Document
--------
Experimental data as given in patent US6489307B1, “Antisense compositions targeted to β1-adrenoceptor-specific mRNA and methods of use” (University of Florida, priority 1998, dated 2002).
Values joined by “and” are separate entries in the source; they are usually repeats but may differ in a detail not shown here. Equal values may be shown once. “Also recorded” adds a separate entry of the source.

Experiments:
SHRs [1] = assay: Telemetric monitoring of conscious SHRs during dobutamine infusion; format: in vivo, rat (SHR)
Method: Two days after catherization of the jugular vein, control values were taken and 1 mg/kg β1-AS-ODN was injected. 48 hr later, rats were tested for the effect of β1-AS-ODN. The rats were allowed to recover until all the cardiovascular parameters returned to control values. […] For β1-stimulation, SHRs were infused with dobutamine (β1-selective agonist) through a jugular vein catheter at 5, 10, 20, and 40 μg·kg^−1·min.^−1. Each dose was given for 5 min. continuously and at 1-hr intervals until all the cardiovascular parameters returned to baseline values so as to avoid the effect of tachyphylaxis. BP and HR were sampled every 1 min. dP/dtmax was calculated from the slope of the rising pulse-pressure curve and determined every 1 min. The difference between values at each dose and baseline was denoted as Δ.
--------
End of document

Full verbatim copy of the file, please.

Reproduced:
Experimental data as given in patent US6489307B1, “Antisense compositions targeted to β1-adrenoceptor-specific mRNA and methods of use” (University of Florida, priority 1998, dated 2002).
Values joined by “and” are separate entries in the source; they are usually repeats but may differ in a detail not shown here. Equal values may be shown once. “Also recorded” adds a separate entry of the source.

Experiments:
SHRs [1] = assay: Telemetric monitoring of conscious SHRs during dobutamine infusion; format: in vivo, rat (SHR)
Method: Two days after catherization of the jugular vein, control values were taken and 1 mg/kg β1-AS-ODN was injected. 48 hr later, rats were tested for the effect of β1-AS-ODN. The rats were allowed to recover until all the cardiovascular parameters returned to control values. […] For β1-stimulation, SHRs were infused with dobutamine (β1-selective agonist) through a jugular vein catheter at 5, 10, 20, and 40 μg·kg^−1·min.^−1. Each dose was given for 5 min. continuously and at 1-hr intervals until all the cardiovascular parameters returned to baseline values so as to avoid the effect of tachyphylaxis. BP and HR were sampled every 1 min. dP/dtmax was calculated from the slope of the rising pulse-pressure curve and determined every 1 min. The difference between values at each dose and baseline was denoted as Δ.